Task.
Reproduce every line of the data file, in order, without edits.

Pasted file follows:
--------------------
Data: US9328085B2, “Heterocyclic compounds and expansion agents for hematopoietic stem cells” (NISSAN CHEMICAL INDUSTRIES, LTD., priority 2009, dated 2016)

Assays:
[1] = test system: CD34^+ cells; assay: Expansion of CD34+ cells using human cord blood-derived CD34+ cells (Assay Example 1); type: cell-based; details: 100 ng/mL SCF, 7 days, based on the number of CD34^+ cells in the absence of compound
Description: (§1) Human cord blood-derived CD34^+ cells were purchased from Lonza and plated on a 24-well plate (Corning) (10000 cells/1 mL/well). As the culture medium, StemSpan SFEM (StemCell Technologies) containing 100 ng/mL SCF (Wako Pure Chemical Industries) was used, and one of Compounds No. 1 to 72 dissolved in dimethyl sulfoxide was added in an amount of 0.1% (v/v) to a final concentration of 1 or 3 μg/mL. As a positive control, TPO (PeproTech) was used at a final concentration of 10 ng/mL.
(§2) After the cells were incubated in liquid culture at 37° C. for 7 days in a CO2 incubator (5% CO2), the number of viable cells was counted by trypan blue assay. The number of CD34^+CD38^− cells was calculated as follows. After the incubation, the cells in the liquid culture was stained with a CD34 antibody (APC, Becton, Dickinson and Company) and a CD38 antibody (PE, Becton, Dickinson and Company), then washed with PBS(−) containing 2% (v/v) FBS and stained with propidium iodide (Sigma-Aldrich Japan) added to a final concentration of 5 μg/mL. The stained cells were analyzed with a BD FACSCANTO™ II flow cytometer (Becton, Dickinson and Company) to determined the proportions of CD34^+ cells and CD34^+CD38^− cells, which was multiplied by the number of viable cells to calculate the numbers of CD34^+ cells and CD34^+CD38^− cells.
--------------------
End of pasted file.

Data: US9328085B2, “Heterocyclic compounds and expansion agents for hematopoietic stem cells” (NISSAN CHEMICAL INDUSTRIES, LTD., priority 2009, dated 2016)

Assays:
[1] = test system: CD34^+ cells; assay: Expansion of CD34+ cells using human cord blood-derived CD34+ cells (Assay Example 1); type: cell-based; details: 100 ng/mL SCF, 7 days, based on the number of CD34^+ cells in the absence of compound
Description: (§1) Human cord blood-derived CD34^+ cells were purchased from Lonza and plated on a 24-well plate (Corning) (10000 cells/1 mL/well). As the culture medium, StemSpan SFEM (StemCell Technologies) containing 100 ng/mL SCF (Wako Pure Chemical Industries) was used, and one of Compounds No. 1 to 72 dissolved in dimethyl sulfoxide was added in an amount of 0.1% (v/v) to a final concentration of 1 or 3 μg/mL. As a positive control, TPO (PeproTech) was used at a final concentration of 10 ng/mL.
(§2) After the cells were incubated in liquid culture at 37° C. for 7 days in a CO2 incubator (5% CO2), the number of viable cells was counted by trypan blue assay. The number of CD34^+CD38^− cells was calculated as follows. After the incubation, the cells in the liquid culture was stained with a CD34 antibody (APC, Becton, Dickinson and Company) and a CD38 antibody (PE, Becton, Dickinson and Company), then washed with PBS(−) containing 2% (v/v) FBS and stained with propidium iodide (Sigma-Aldrich Japan) added to a final concentration of 5 μg/mL. The stained cells were analyzed with a BD FACSCANTO™ II flow cytometer (Becton, Dickinson and Company) to determined the proportions of CD34^+ cells and CD34^+CD38^− cells, which was multiplied by the number of viable cells to calculate the numbers of CD34^+ cells and CD34^+CD38^− cells.